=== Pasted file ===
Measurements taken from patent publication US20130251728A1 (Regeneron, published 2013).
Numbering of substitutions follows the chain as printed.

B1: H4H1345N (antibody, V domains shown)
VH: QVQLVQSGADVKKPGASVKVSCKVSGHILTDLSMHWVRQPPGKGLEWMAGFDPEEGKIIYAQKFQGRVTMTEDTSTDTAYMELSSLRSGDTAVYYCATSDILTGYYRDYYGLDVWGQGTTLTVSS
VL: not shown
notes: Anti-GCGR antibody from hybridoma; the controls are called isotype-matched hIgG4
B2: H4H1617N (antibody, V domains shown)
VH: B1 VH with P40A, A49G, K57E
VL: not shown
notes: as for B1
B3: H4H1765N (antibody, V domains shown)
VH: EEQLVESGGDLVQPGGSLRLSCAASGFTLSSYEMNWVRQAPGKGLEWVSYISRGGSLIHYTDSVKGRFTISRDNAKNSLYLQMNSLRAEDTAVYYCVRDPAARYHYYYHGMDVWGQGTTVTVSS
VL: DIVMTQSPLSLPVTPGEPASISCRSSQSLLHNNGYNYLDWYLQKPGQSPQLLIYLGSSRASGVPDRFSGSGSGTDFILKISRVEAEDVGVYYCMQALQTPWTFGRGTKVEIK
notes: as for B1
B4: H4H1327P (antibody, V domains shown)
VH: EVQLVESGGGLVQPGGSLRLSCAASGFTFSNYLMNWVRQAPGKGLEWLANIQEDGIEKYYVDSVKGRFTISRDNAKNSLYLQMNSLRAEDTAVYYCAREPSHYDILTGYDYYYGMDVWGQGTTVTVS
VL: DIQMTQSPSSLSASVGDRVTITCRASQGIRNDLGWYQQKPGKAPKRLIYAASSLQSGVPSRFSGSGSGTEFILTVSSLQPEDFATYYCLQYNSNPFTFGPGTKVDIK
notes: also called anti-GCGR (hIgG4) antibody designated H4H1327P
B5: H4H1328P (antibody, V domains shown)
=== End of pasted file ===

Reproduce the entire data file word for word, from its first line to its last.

Measurements taken from patent publication US20130251728A1 (Regeneron, published 2013).
Numbering of substitutions follows the chain as printed.

B1: H4H1345N (antibody, V domains shown)
VH: QVQLVQSGADVKKPGASVKVSCKVSGHILTDLSMHWVRQPPGKGLEWMAGFDPEEGKIIYAQKFQGRVTMTEDTSTDTAYMELSSLRSGDTAVYYCATSDILTGYYRDYYGLDVWGQGTTLTVSS
VL: not shown
notes: Anti-GCGR antibody from hybridoma; the controls are called isotype-matched hIgG4
B2: H4H1617N (antibody, V domains shown)
VH: B1 VH with P40A, A49G, K57E
VL: not shown
notes: as for B1
B3: H4H1765N (antibody, V domains shown)
VH: EEQLVESGGDLVQPGGSLRLSCAASGFTLSSYEMNWVRQAPGKGLEWVSYISRGGSLIHYTDSVKGRFTISRDNAKNSLYLQMNSLRAEDTAVYYCVRDPAARYHYYYHGMDVWGQGTTVTVSS
VL: DIVMTQSPLSLPVTPGEPASISCRSSQSLLHNNGYNYLDWYLQKPGQSPQLLIYLGSSRASGVPDRFSGSGSGTDFILKISRVEAEDVGVYYCMQALQTPWTFGRGTKVEIK
notes: as for B1
B4: H4H1327P (antibody, V domains shown)
VH: EVQLVESGGGLVQPGGSLRLSCAASGFTFSNYLMNWVRQAPGKGLEWLANIQEDGIEKYYVDSVKGRFTISRDNAKNSLYLQMNSLRAEDTAVYYCAREPSHYDILTGYDYYYGMDVWGQGTTVTVS
VL: DIQMTQSPSSLSASVGDRVTITCRASQGIRNDLGWYQQKPGKAPKRLIYAASSLQSGVPSRFSGSGSGTEFILTVSSLQPEDFATYYCLQYNSNPFTFGPGTKVDIK
notes: also called anti-GCGR (hIgG4) antibody designated H4H1327P
B5: H4H1328P (antibody, V domains shown)